What do wheat flour (purple), icing sugar (green), and cornstarch (blue), three fairly similar-looking white powders, look like in spectroscopy ?
A few things that help to differentiate them:
Note that there is no major distinction between the spectra corresponding to the three samples before the 1300nm wavelength, except for a peak in the spectra acquired for the powdered sugar (greens) at 990nm, probably due to the presence of phenol (or carbolic acid), an aromatic compound.
The spectra of flour (purple) and cornstarch (blue) are particularly similar, this can be explained by the “cereal” origin of the two types of samples – we note however a greater absorption between 1400 and 1650nm of flour, which can be explained by its higher protein content.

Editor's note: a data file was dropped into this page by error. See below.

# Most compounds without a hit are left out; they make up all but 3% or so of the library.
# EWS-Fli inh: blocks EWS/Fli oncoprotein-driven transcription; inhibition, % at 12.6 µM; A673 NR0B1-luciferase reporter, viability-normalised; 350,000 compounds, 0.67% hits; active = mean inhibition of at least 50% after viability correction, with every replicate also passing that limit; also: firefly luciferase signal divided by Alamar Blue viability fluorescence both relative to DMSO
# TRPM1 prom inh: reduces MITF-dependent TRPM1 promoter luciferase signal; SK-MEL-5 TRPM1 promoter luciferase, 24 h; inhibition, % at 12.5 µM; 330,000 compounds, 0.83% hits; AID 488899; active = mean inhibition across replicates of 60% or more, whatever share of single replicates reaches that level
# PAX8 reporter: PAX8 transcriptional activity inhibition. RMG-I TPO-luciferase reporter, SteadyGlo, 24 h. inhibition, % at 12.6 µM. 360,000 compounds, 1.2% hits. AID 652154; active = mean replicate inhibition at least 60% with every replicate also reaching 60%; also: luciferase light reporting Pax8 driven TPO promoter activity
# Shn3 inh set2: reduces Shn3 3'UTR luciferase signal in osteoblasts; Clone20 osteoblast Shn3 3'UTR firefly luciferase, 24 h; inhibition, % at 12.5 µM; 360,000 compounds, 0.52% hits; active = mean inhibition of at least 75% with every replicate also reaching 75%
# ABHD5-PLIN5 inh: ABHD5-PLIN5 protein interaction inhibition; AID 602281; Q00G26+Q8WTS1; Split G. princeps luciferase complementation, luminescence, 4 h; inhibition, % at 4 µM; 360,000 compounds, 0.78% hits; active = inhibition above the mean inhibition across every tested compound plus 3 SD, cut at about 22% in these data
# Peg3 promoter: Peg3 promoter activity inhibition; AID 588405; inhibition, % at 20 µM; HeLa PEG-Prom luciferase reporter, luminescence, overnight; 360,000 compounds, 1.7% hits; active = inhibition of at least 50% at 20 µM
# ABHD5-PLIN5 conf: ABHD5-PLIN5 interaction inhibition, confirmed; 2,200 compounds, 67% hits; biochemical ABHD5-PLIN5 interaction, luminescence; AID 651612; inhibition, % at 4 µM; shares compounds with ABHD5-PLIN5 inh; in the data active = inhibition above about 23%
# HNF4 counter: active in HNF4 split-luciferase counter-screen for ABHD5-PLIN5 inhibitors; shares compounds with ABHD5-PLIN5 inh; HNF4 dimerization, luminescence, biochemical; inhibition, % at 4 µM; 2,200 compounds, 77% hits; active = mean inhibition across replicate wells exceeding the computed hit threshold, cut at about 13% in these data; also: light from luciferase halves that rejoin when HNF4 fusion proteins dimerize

Spectral analysis allows applications for detection, identification, quantification of samples of all kinds.
🏳️ Figure 1: Spectra of flour, powdered sugar and maizena, NIR (near infrared) spectroscopy. The results in this figure have been pre-processed using an average reduction for better visualization.
🏳️ Figure 2: Spectra of flour, powdered sugar and maizena, NIR (near infrared) spectroscopy. The results in this figure have been pre-processed using a mean reduction for better visualization, and reduced to 1300-1660 nm.